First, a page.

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September 15, 2006 4:34 pm

Arne Alsin: The triumphant return of the stock

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Stocks are a far more compelling investment today than bonds. To understand why, let’s compare investing in a 4.8 per cent 10-year treasury bond with investing in the stocks of these companies: Citigroup, General Electric and Home Depot. (I own shares in Home Depot).

It is easy enough to compare the 4.8 per cent bond yield with the dividend yield of these companies. The 1.8 per cent dividend yield of Home Depot is modest compared with the bond yield. But the dividend yields of Citigroup, at 4.1 per cent, and GE, at 3 per cent, are quite competitive with the 4.8 per cent bond yield on an after-tax basis (dividends are taxed at a much lower rate of 15 per cent).

One of the best ways to compare bonds with stocks is to contrast bond yields with the “earnings yields” of stocks. An earnings yield is generated by dividing earnings into the stock price. Since Citigroup is trading at about $48 a share and will generate $4 a share in earnings this year, the earnings yield is 8 per cent ($4 divided by $48). In addition to Citigroup, the earnings yield of GE is 7 per cent and Home Depot is
9 per cent. It is interesting that these earnings yields understate the potential return from these stocks, as I explain below.

Earnings grow: If you invest in a 10-year treasury bond today, your yield in the 10th year will be the same as the yield in the first year: 4.8 per cent. The earnings for the above-named companies will not be static. It is highly likely that their earnings will grow over time. When Warren Buffett began buying Coca-Cola in 1988, the company’s earnings yield was 6.5 per cent. That’s not an impressive earnings yield when compared with the treasury yield at the time, at 9 per cent. But Buffett’s tenfold return in Coke stock since 1988 is quite impressive. And it’s due almost entirely to earnings growth.

The reinvestment advantage of stocks: It’s easy for investors to focus on dividends and ignore earnings yields. That’s because dividends represent the portion of earnings that investors actually get their hands on. In terms of real wealth creation, though, nothing is as important as undistributed earnings.

While an investor in a 4.8 per cent bond has to figure out how to deploy their income, stock investors delegate this “worry” to company management. Based on each company’s long-term record, it is reasonable for investors in the shares of Citigroup, GE and Home Depot to expect an 18-22 per cent annual compounded return on undistributed earnings.

While Buffett’s purchase of Coke at a 6.5 per cent earnings yield looks questionable when compared with a 9 per cent treasury yield, it makes sense when viewed in the context of Coke’s rate of return on undistributed earnings, a rate that has averaged more than 30 per cent a year.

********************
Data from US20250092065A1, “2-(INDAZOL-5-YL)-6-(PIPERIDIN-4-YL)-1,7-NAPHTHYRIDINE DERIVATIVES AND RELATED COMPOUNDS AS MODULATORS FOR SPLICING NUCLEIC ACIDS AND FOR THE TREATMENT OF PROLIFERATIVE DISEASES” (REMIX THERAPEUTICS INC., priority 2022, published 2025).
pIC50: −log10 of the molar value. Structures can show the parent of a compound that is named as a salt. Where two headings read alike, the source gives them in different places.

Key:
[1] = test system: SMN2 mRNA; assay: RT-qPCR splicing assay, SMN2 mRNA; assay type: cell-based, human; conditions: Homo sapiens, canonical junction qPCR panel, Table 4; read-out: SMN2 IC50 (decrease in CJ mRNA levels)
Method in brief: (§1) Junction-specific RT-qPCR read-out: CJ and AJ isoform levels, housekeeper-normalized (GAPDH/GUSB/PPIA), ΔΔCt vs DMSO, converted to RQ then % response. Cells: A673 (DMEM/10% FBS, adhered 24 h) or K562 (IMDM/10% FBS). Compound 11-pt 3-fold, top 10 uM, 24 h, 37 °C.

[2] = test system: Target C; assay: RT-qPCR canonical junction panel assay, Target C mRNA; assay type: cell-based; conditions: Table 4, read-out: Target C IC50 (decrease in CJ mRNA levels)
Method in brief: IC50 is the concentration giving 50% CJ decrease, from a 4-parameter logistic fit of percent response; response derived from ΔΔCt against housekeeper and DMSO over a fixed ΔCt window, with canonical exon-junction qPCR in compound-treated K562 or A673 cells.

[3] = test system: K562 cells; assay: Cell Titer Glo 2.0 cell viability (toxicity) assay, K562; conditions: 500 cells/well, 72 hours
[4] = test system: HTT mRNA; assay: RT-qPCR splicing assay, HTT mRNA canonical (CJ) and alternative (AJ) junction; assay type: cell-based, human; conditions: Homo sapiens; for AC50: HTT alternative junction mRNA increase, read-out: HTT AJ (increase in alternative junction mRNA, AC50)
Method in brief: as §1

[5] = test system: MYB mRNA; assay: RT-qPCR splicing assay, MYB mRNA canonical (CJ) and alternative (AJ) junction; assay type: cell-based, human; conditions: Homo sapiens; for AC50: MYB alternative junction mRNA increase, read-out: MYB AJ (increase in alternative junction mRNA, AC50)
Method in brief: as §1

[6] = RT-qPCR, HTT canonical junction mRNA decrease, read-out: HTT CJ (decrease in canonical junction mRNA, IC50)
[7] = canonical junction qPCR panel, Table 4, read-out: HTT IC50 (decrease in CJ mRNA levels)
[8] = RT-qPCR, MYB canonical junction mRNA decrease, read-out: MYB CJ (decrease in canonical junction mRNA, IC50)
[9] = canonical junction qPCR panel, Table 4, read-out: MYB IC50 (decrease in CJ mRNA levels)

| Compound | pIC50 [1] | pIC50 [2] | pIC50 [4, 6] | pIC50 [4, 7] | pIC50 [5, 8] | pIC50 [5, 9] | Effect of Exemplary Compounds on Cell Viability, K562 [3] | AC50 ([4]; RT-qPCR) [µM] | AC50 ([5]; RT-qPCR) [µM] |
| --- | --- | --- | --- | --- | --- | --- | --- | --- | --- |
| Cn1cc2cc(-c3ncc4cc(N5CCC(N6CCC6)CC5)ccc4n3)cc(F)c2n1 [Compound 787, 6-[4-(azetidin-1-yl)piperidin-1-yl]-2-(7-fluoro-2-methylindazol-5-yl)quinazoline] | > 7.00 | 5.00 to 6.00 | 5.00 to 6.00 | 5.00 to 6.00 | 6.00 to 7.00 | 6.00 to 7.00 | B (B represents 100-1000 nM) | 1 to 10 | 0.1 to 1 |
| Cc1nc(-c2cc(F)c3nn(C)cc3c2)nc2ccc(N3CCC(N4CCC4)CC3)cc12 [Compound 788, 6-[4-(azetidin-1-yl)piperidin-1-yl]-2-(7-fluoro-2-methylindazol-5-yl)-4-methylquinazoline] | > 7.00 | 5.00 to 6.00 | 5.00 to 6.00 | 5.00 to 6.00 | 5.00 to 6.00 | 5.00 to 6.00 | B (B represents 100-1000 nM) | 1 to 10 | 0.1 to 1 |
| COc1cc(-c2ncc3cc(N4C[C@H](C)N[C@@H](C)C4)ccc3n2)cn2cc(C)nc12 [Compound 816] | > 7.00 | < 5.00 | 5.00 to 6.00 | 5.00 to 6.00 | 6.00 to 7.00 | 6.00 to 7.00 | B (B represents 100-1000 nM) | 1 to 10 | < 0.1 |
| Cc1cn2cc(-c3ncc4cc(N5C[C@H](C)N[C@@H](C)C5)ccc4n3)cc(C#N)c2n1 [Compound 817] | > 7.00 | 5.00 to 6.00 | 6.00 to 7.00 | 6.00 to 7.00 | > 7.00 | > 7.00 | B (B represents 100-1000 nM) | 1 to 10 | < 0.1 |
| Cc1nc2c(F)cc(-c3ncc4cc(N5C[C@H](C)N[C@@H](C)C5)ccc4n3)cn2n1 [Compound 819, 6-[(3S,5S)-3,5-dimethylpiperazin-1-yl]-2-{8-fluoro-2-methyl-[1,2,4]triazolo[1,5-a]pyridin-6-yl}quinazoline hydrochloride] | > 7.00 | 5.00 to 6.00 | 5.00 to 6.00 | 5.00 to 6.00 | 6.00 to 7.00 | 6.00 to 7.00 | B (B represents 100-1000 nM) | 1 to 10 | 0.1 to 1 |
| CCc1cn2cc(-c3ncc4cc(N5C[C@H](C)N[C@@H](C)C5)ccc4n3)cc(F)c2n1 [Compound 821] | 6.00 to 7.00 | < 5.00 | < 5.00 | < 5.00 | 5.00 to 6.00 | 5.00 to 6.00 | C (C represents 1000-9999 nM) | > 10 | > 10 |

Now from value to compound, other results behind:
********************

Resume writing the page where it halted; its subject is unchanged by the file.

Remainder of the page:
While investors should look closely at the current earnings yields, the rate at which undistributed earnings compound is just as important.

The tax advantage of stocks: While investors in bonds pay taxes on their interest income every year, long-term investors in stocks are able to avoid or defer a lot of tax. For instance, let’s assume you buy shares in Home Depot with the intention of holding the stock for at least five years. The only tax you’ll pay is the 15 per cent rate on dividends. You don’t owe any tax on undistributed earnings.

With the stock now about $34, Home Depot should be worth $60 or more in five years’ time, assuming the price/earnings multiple stays at 12 times earnings. As a buyer of Home Depot stock, you owe no tax on this prospective $26 gain until you sell your shares. And, when the shares are sold, tax is levied at long-term capital gains rates, a much lower tax rate for most investors than the tax rate on interest income from bonds.

It’s reasonable for investors in Home Depot to expect a “kicker” in the form of a higher P/E ratio, perhaps up to 15 times earnings. The present P/E multiple is too low, given the company’s growth prospects and solid balance sheet. A multiple of 15 times earnings implies a Home Depot stock price of $75 a share in five years’ time, more than double the current quote.

So what does this mean for the choice between bonds and stocks? With premier companies generating earnings yields that are much higher than the 4.8 per cent 10-year treasury bond, the stock and bond markets seem to be out of synch. Some sort of adjustment is needed. Either treasury yields are too low or earnings yields of blue-chip companies are too high.

Whether inflation escalates or stays at benign levels, stocks offer a better risk/reward trade-off than bonds. If inflation surges to 6 per cent, for example, investors in companies with 7-9 per cent earnings yields have more inflation protection than bond investors with 4.8 per cent fixed yields. If inflation stays at benign levels, long-term stock investors have much higher return potential than bond investors.

Arne Alsin is a portfolio manager for Alsin Capital and the Turnaround Fund
arne@alsincapital.com

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